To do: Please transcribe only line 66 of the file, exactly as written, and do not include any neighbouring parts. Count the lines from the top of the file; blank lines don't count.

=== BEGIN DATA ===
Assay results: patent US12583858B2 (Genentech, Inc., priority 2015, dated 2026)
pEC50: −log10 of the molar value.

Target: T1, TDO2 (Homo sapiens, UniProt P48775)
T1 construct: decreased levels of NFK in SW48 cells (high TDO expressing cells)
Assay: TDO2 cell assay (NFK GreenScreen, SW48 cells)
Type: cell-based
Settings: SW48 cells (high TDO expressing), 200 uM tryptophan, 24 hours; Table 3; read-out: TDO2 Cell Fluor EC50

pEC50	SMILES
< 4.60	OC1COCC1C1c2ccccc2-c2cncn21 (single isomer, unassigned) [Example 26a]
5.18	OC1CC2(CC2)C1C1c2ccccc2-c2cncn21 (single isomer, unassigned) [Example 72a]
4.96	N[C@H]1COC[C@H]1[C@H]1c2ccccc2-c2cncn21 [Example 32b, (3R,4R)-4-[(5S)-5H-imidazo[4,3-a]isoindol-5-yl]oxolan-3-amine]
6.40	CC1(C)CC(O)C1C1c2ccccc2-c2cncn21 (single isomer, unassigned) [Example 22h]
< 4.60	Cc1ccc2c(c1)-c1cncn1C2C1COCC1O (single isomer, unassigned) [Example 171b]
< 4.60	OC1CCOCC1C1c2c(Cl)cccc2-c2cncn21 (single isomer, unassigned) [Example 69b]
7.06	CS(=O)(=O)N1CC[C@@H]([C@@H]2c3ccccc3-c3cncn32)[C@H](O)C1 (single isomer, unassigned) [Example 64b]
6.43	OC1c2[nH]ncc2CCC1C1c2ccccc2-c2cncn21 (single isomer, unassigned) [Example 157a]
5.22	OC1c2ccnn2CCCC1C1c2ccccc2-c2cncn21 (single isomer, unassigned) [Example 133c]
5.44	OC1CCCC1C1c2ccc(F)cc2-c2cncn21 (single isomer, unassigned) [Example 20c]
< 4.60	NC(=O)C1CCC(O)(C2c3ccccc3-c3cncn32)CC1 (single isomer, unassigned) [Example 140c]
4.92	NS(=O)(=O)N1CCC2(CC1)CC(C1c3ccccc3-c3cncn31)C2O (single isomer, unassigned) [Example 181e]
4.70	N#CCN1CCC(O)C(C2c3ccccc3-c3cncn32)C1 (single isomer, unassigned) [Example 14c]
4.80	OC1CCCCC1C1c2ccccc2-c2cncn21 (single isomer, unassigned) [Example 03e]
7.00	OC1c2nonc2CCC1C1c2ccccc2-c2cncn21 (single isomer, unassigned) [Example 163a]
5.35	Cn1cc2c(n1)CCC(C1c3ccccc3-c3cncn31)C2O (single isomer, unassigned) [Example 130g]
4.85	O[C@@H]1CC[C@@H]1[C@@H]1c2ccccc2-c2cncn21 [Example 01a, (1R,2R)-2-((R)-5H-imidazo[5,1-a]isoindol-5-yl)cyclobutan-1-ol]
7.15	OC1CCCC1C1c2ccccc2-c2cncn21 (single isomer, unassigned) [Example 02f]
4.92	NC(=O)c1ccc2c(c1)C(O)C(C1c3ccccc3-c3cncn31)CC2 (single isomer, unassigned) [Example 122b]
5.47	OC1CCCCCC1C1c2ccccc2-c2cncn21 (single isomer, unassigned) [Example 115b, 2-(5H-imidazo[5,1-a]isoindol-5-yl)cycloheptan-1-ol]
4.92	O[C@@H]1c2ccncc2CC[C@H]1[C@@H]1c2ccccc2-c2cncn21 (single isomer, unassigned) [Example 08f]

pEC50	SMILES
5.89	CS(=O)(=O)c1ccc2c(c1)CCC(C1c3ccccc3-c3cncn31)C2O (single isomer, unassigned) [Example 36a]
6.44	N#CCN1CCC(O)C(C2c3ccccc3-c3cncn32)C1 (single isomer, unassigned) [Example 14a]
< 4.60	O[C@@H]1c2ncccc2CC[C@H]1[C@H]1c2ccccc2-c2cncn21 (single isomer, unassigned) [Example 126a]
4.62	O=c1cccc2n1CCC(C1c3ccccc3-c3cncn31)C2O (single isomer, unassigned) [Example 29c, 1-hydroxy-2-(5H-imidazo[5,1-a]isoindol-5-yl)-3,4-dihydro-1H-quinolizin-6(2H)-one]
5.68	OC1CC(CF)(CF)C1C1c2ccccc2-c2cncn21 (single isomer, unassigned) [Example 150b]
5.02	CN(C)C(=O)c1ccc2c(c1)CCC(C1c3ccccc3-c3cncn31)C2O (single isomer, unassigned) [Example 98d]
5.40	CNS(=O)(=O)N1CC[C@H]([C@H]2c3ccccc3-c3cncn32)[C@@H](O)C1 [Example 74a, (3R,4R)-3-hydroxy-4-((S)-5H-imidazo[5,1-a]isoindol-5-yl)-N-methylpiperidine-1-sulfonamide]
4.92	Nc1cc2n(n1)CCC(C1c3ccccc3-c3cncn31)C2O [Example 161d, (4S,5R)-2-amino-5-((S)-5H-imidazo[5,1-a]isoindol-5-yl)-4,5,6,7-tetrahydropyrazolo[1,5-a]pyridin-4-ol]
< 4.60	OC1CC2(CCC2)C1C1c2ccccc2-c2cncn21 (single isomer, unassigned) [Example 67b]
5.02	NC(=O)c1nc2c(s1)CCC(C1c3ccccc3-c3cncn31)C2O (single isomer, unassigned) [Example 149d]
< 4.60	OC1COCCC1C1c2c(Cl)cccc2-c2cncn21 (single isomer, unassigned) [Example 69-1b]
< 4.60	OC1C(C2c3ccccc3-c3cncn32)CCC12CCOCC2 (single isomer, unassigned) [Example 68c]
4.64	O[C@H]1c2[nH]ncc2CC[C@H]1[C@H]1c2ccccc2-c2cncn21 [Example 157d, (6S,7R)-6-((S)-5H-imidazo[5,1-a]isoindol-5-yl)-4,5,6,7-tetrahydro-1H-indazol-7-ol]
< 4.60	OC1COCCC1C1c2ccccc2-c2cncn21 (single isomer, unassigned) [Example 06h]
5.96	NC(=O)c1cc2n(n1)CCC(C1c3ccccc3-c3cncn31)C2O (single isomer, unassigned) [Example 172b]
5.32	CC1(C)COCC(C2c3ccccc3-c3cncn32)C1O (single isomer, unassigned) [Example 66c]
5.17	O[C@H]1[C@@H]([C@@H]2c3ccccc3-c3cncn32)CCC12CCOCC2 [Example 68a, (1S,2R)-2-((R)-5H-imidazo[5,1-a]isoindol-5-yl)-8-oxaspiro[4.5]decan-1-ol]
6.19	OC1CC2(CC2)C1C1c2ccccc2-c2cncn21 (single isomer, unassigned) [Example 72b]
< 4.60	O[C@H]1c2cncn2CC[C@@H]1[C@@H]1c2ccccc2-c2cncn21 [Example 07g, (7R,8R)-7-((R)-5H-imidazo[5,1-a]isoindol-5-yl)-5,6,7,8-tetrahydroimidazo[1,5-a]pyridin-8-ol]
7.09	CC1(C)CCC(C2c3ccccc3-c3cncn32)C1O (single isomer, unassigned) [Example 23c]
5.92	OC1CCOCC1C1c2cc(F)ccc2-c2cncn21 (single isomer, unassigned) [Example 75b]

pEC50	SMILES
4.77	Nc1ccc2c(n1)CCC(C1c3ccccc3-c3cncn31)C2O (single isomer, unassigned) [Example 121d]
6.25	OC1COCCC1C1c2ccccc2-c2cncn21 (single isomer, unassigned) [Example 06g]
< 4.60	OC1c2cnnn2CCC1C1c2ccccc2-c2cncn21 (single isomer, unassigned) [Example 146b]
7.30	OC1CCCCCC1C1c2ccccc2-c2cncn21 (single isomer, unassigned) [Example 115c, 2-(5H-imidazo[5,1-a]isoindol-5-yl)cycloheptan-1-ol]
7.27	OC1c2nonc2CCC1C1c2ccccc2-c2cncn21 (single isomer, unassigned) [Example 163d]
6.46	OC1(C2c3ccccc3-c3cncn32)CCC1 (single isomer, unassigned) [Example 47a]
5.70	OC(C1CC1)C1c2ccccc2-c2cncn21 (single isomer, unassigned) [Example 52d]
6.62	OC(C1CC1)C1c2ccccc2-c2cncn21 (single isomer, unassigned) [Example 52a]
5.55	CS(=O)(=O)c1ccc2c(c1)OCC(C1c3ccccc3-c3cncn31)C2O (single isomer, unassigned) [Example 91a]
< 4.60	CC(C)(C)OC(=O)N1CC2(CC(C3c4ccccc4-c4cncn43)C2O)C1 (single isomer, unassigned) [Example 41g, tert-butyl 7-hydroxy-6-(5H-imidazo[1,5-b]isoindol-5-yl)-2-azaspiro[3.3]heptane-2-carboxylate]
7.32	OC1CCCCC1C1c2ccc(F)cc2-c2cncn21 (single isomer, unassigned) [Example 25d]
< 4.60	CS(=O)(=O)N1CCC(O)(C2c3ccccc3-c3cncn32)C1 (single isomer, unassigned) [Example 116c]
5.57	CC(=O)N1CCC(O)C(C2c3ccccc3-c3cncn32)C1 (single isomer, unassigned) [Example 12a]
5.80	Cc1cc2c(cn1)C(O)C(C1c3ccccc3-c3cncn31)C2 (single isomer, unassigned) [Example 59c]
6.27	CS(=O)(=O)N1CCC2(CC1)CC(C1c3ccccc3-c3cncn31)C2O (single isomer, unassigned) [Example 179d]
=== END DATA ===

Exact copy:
5.80	Cc1cc2c(cn1)C(O)C(C1c3ccccc3-c3cncn31)C2 (single isomer, unassigned) [Example 59c]